Arent Fox continues to monitor the FDA activities and scientific reports on COVID-19 and the novel coronavirus.
On March 24, FDA announced that it would allow the use of convalescent plasma from recently recovered COVID-19 patients in the following situations:
- For investigators wishing to study the safety and efficacy of convalescent plasma in clinical trials via the traditional IND regulatory pathway.
- For treatment by a licensed physician of an individual patient with serious or life-threatening COVID-19 infections via a single-patient emergency IND (eIND), upon FDA authorization following an application using Form 3926. (This does not cover prophylactic treatment.)
- For highly time-sensitive emergency treatment of an individual patient with FDA’s verbal authorization alone, but with a Form 3926 application to follow within 15 working days.
FDA has established conditions that both donors and recipients must meet in order to participate in the convalescent plasma program. For example, would-be donors must have complete resolution of COVID-19 symptoms at least 14 days prior to donation, with negative test results and adequate neutralizing antibody titers (if the latter test is available). Would-be recipients must be suffering from severe or immediately life-threatening, laboratory-confirmed COVID-19, and must provide informed consent.
FDA is working with NIH, CDC, and other agencies to develop master protocols for investigators, with the aim of coordinating collection and use of convalescent plasma.
Convalescent plasma is prepared from the donated blood of individuals who have been infected with, and have subsequently completely recovered from, a viral disease, i.e., they are at a convalescent stage. At this point, their blood contains antibodies to the virus. If the plasma is then administered to another individual either at risk from, or actually suffering from, the same viral disease, the antibodies present in the plasma may provide an immediate protection from, or treatment for, that disease. This is in contrast to a vaccine, which induces an immune response that gradually leads to a build-up of antibodies against a virus over days or even weeks.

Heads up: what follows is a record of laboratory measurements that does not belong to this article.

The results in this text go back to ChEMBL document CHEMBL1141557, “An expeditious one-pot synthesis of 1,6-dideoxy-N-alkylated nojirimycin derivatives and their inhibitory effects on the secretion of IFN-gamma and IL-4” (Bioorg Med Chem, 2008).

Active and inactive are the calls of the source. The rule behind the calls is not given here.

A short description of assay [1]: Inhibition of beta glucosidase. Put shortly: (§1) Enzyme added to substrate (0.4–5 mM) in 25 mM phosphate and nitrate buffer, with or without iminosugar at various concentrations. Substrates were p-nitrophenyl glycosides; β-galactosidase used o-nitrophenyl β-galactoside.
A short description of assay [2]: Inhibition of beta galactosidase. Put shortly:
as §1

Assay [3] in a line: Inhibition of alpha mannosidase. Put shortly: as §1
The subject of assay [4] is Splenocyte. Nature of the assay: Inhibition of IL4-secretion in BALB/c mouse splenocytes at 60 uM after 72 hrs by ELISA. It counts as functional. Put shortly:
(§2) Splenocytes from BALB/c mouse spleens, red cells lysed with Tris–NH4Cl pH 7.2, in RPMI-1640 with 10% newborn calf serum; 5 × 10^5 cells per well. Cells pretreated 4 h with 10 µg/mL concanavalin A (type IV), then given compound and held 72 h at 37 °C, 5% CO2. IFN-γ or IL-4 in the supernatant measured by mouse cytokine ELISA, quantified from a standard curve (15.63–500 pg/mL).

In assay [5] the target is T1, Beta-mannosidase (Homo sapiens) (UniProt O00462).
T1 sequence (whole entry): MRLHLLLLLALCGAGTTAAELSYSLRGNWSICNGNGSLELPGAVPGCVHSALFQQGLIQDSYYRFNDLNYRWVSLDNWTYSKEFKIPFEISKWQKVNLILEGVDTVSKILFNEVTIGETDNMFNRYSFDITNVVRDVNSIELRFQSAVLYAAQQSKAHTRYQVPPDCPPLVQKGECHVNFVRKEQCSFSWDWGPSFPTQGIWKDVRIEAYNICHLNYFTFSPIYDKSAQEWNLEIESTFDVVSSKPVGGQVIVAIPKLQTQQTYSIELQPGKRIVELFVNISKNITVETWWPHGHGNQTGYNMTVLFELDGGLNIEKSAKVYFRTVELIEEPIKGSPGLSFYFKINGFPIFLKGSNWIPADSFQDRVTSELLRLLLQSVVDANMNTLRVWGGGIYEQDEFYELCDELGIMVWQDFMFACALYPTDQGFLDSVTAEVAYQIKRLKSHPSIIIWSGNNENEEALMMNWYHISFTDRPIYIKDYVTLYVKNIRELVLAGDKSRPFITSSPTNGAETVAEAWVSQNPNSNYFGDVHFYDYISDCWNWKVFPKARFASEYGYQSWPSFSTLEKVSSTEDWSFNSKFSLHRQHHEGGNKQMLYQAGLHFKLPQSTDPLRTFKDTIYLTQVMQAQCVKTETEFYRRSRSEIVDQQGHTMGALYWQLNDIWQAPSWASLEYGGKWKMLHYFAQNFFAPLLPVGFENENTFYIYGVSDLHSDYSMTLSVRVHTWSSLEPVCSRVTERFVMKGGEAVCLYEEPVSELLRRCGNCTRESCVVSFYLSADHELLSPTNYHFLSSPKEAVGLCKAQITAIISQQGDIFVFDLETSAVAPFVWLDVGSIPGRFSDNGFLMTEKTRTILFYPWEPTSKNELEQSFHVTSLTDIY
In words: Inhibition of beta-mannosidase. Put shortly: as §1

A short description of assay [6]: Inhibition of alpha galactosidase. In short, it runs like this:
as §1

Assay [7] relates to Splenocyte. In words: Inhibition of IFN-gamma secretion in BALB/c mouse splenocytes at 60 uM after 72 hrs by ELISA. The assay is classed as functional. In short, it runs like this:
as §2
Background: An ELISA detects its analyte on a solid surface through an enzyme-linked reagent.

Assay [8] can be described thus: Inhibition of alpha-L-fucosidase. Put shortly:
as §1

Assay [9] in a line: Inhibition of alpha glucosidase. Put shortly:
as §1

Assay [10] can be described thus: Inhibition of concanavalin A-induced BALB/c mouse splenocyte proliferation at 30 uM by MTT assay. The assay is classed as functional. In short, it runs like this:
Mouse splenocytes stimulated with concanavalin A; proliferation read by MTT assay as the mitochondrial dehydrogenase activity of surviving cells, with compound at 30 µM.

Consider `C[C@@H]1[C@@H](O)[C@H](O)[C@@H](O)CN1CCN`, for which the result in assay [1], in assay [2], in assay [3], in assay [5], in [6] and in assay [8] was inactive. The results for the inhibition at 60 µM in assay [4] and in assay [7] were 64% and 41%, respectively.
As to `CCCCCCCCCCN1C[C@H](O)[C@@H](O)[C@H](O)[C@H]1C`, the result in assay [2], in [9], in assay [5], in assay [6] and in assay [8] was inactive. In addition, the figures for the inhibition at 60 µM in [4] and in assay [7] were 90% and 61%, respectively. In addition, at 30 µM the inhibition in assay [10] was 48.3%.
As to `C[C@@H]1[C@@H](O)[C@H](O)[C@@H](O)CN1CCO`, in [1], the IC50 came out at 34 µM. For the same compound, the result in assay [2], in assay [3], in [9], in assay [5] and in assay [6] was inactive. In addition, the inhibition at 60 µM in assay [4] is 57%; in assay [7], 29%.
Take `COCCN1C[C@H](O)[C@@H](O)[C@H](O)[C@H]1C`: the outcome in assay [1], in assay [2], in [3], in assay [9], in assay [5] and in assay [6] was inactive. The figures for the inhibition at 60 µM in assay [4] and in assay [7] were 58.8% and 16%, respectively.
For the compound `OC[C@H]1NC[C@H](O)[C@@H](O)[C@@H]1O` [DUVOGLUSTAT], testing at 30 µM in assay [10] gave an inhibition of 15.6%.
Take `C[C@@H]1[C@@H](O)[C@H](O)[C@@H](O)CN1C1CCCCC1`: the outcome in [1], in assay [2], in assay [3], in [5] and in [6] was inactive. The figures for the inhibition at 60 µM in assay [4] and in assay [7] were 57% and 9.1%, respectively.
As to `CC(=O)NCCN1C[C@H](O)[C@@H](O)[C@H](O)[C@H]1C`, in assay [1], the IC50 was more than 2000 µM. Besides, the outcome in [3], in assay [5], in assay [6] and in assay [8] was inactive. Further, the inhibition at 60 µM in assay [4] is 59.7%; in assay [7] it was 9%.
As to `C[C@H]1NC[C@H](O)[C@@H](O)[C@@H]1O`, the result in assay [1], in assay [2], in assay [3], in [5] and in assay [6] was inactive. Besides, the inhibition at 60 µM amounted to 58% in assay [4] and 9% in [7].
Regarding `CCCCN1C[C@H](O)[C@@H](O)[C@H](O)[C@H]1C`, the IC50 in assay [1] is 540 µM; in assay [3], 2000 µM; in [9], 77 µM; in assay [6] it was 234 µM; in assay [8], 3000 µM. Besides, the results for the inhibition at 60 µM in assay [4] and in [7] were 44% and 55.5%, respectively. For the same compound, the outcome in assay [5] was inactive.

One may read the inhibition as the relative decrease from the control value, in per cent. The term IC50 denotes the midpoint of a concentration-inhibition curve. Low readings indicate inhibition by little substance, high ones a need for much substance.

Convalescent plasma (or serum) therapy has been in use since at least the early twentieth century and was even used during the 1918 influenza pandemic, although it has not been shown to be effective against every viral disease studied. More recently, it was used during the 2003 SARS epidemic, the 2009-2010 H1N1 influenza epidemic, and the 2013 Ebola epidemic, when it was applied (in combination with an experimental drug) to successfully treat two infected individuals who had been repatriated to the US. This work has been summarized in a recent key paper in the Journal of Clinical Investigation by Casadevall and Pirofski.
Although these authors note that the use of the therapy tends to be more effective when used prophylactically rather than for treatment of a disease, at this point in the COVID-19 pandemic it is probably of greater importance to use it primarily for treatment, since initially it will be in short supply and the disease has a significant mortality rate – hence FDA’s current focus.
The journal Nature has just reported in its online newsletter that, as a result of FDA’s decision to allow use of convalescent plasma therapy, at least two hospitals in New York City – Mount Sinai and Albert Einstein College of Medicine – hope to start therapy as early as the week of March 30. It also reports that researchers have submitted to FDA three protocols for placebo-controlled trials that would take place in association with Johns Hopkins, the Mayo Clinic, and Washington University in St. Louis.